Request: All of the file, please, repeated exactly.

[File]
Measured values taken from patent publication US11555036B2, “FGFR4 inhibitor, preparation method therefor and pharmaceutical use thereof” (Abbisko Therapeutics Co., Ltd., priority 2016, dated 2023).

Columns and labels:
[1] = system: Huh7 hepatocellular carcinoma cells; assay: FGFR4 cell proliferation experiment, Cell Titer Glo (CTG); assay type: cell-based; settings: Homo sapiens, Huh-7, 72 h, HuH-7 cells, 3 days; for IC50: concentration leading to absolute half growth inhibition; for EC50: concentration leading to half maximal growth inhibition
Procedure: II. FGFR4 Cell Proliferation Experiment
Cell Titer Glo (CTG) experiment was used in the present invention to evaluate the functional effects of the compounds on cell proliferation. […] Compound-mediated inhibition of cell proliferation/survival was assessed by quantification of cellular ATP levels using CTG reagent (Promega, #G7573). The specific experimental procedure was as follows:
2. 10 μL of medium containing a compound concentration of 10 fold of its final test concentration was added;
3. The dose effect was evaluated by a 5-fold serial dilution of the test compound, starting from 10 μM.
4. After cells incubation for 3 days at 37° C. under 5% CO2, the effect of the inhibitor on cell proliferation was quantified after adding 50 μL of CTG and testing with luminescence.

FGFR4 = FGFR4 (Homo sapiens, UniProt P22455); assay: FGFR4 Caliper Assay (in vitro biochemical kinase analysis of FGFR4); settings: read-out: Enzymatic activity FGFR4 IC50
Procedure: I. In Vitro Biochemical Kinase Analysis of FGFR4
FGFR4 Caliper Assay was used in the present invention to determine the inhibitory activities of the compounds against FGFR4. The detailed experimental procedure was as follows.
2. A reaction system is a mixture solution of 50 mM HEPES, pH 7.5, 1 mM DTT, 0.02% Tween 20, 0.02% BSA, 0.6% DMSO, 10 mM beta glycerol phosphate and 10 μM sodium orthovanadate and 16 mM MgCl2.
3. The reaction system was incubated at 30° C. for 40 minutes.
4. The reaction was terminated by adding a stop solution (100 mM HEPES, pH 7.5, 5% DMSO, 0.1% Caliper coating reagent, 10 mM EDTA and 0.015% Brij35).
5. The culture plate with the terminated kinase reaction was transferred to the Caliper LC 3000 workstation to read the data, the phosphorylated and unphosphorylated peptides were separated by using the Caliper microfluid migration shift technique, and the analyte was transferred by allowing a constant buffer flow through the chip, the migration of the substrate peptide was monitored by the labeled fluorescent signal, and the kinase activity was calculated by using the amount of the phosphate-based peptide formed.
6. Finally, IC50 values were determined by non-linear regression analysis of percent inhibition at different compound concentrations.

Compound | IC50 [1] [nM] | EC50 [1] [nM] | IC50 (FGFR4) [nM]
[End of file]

Measured values taken from patent publication US11555036B2, “FGFR4 inhibitor, preparation method therefor and pharmaceutical use thereof” (Abbisko Therapeutics Co., Ltd., priority 2016, dated 2023).

Columns and labels:
[1] = system: Huh7 hepatocellular carcinoma cells; assay: FGFR4 cell proliferation experiment, Cell Titer Glo (CTG); assay type: cell-based; settings: Homo sapiens, Huh-7, 72 h, HuH-7 cells, 3 days; for IC50: concentration leading to absolute half growth inhibition; for EC50: concentration leading to half maximal growth inhibition
Procedure: II. FGFR4 Cell Proliferation Experiment
Cell Titer Glo (CTG) experiment was used in the present invention to evaluate the functional effects of the compounds on cell proliferation. […] Compound-mediated inhibition of cell proliferation/survival was assessed by quantification of cellular ATP levels using CTG reagent (Promega, #G7573). The specific experimental procedure was as follows:
2. 10 μL of medium containing a compound concentration of 10 fold of its final test concentration was added;
3. The dose effect was evaluated by a 5-fold serial dilution of the test compound, starting from 10 μM.
4. After cells incubation for 3 days at 37° C. under 5% CO2, the effect of the inhibitor on cell proliferation was quantified after adding 50 μL of CTG and testing with luminescence.

FGFR4 = FGFR4 (Homo sapiens, UniProt P22455); assay: FGFR4 Caliper Assay (in vitro biochemical kinase analysis of FGFR4); settings: read-out: Enzymatic activity FGFR4 IC50
Procedure: I. In Vitro Biochemical Kinase Analysis of FGFR4
FGFR4 Caliper Assay was used in the present invention to determine the inhibitory activities of the compounds against FGFR4. The detailed experimental procedure was as follows.
2. A reaction system is a mixture solution of 50 mM HEPES, pH 7.5, 1 mM DTT, 0.02% Tween 20, 0.02% BSA, 0.6% DMSO, 10 mM beta glycerol phosphate and 10 μM sodium orthovanadate and 16 mM MgCl2.
3. The reaction system was incubated at 30° C. for 40 minutes.
4. The reaction was terminated by adding a stop solution (100 mM HEPES, pH 7.5, 5% DMSO, 0.1% Caliper coating reagent, 10 mM EDTA and 0.015% Brij35).
5. The culture plate with the terminated kinase reaction was transferred to the Caliper LC 3000 workstation to read the data, the phosphorylated and unphosphorylated peptides were separated by using the Caliper microfluid migration shift technique, and the analyte was transferred by allowing a constant buffer flow through the chip, the migration of the substrate peptide was monitored by the labeled fluorescent signal, and the kinase activity was calculated by using the amount of the phosphate-based peptide formed.
6. Finally, IC50 values were determined by non-linear regression analysis of percent inhibition at different compound concentrations.

Compound | IC50 [1] [nM] | EC50 [1] [nM] | IC50 (FGFR4) [nM]